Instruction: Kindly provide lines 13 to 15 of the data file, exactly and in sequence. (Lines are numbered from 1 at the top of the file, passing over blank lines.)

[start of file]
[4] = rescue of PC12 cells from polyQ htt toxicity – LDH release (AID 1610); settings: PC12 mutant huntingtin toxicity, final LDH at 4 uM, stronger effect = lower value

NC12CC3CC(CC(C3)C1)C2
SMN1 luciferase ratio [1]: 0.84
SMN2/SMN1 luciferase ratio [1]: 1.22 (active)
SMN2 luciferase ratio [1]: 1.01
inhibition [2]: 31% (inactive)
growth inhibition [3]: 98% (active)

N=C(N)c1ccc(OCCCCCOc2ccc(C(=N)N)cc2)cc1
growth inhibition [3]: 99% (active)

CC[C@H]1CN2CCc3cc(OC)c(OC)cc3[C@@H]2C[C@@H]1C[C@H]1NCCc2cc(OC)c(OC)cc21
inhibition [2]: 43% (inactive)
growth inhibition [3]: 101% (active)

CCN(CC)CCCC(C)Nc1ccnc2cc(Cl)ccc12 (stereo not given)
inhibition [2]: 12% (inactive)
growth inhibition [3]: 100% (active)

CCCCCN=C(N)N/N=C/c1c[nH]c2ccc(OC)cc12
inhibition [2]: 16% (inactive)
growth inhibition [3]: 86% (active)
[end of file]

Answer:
CCN(CC)CCCC(C)Nc1ccnc2cc(Cl)ccc12 (stereo not given)
inhibition [2]: 12% (inactive)
growth inhibition [3]: 100% (active)